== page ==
Bullen and Morton crowned sprint king and queen
Mitch Bullen (NSW) and Stephanie Morton (SA) stole the show on Friday night at the 2013 Subaru Cycling Australia Track National Championships, upstaging their more fancied rivals to claim their maiden sprint titles at SydneyÃ¢â‚¬â„¢s Dunc Gray Velodrome.
Mitch Bullen (NSW) and Stephanie Morton (SA) stole the show on Friday night at the 2013 Subaru Cycling Australia Track National Championships, upstaging their more fancied rivals to claim their maiden sprint titles at Sydney’s Dunc Gray Velodrome.
In the women’s team pursuit, West Australia made it six in a row with a resounding win, South Australia’s Luke Davison added the scratch race title to his resume and Annette Edmondson was almost perfect as she claimed the women’s points race.
In the men’s sprint it was team sprint national champion Mitchell Bullen (NSW) who stunned London Olympian Matthew Glaetzer (SA in straight heats to take the crown.
“I am over the moon,” Bullen said of his first individual national title. “I honestly can't describe this feeling, this is probably the happiest day of my life,”
In the first heat, Bullen made his move over Glaetzer on the back straight, opening a lead of almost a bike length heading into the final bend.
A late surge from Glaetzer on the line saw him almost steal the win, however Bullen went up after photo finish showed he had edged Glaetzer by mere millimetres.
A bold move from Bullen paid off in the second heat, with the 21-year-old diving under a fast moving Glaetzer inside the final 200m to take the sprinters lane.
The Tamworth cyclist then powered to cross the line ahead of the South Australian, and while Bullen’s elation was slightly delayed as commissaries reviewed the footage, his move was given the all clear to give him a 2-0 victory.
“Going into the race, I had a couple of plans in my head. I knew if I got a jump on him, everything might work out,” explained Bullen. “The door was open, and I just had to take my chance.
“All the decisions are millisecond decisions and I was lucky to get under him into the sprinters lane first. I am just glad it paid off.”
Having been disqualified in the men’s sprint in the previous two Championships, Bullen revealed he was “sweating on that decision a fair bit.”
“Since I came into the senior ranks, I have really struggled with getting the rules down pat, but this year I came here a lot more focused and relaxed.”
It was Bullen’s second gold medal of the championships after he teamed with Andrew Taylor and Peter Lewis to win the team sprint on Wednesday night in Championship record time.
But despite the thrill of his two crowns, Bullen conceded he still had work to do to be consistently competitive with Australia’s sprinting heavyweights.
“I think I have a lot more work to do before I can be considered in the same ranks like Perkins, Sunderland and Glaetzer,” he noted.
“I just have to keep putting my best foot forward and hopefully get good results and hopefully that puts me in line for bigger and better things.”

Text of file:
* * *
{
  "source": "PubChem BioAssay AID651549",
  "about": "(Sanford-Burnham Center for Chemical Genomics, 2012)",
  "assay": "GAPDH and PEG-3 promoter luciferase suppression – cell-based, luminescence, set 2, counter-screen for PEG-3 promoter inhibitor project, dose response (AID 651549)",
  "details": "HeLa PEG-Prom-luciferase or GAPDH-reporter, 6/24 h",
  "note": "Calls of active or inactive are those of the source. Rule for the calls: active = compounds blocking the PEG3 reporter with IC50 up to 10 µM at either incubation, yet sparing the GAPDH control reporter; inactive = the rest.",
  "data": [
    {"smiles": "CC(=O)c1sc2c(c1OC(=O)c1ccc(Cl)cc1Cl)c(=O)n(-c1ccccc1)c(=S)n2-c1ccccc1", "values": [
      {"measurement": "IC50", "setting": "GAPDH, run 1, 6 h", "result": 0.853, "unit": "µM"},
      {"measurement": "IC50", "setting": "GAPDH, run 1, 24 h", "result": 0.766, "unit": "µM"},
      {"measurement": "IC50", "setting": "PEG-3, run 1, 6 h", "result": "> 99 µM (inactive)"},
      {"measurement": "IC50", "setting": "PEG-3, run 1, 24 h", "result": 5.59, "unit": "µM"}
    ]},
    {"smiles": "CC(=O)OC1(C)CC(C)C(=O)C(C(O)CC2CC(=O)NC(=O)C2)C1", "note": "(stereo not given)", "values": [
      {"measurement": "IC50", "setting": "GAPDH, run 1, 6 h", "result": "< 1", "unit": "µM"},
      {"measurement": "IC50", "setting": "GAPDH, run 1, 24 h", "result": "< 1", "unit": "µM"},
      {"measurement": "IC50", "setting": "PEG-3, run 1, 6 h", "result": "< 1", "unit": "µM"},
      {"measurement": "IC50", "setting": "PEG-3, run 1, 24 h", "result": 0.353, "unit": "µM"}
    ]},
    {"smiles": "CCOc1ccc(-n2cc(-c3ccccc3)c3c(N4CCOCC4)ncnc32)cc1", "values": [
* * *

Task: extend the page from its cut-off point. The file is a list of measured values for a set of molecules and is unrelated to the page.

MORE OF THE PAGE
A disappointed Glaetzer lamented not being more alert given his knowledge of Bullen’s tactics.
“I knew throughout the race he was staying close to me and looking for me to get out of the lane,” Glaetzer explained, “so I knew he was always going to try that move.
“It was a very risky move, but it just paid off.”
“But I am happy with the result as this is just the start of our preparation for the world championships, so it's good to come out, be up there in the top two.”
Peter Lewis (NSW) claimed the bronze medal over Jason Niblett (SA) in straight heats.
In the women’s sprint, London Paralympic gold medalist Stephanie Morton usurped London Olympian Kaarle McCulloch to claim her maiden individual national title.
“I can’t believe it,” Morton gasped. “This is great, mum and dad have come out to watch so the win is very special.
“You sit down with your coach and you have all the plans and goals, and when you tick them off it's just great.”
Morton, who piloted Felicity Johnson to a Paralympic gold medal at the 2012 London Olympics, took the crown in straight heats; something she said was always her plan, but never expected.
“Coming from the Olympic Para-cyclist program, I was used to the pressure of racing and the expectation to win gold medals,” said Morton.
“It seems like yesterday I was in London with the Paras, I haven't had time to stop and think,” Morton remarked.
Since London, Morton’s star has been on the rise with the Adelaide cyclist claiming keirin gold at the 2013 Oceania Track Championships, and silver in the sprint behind McCulloch.
At Mexico’s UCI Track World Cup in late January, Morton partnered McCulloch to win the women’s team sprint, with Morton using her knowledge of her opponent to her advantage.
“Kaarle and I are two completely different riders,” said Morton. “She is a starter and I am a second wheel. I had to just go out there and race hard.
“If I was slowing down, it would have been a dumb move by me.”
For McCulloch, 25, a heavy training period focused towards this month’s Track World Championships didn’t provide her with the perfect preparation.
“I would have liked it to have gone to three heats, but I didn't quite have the legs,” McCulloch lamented. “I tried different tactics and gears, but it wasn't to be. I executed what I wanted to excite tonight, but didn't quite just get there.
“I am not really surprised, Steph has come into the program off a really good Paralympic program, she's a Paralympic gold medalist and has a lot of talent.
“She has a lot of horsepower and both Steph and Taylor (Jennings) really proved a point this week.
“(But) Everything I am doing this year is for Track Worlds.
“In Minsk, I am really hoping for some individual success this year and I really think I can step up in the sprint, even though I came second tonight,” McCulloch explained.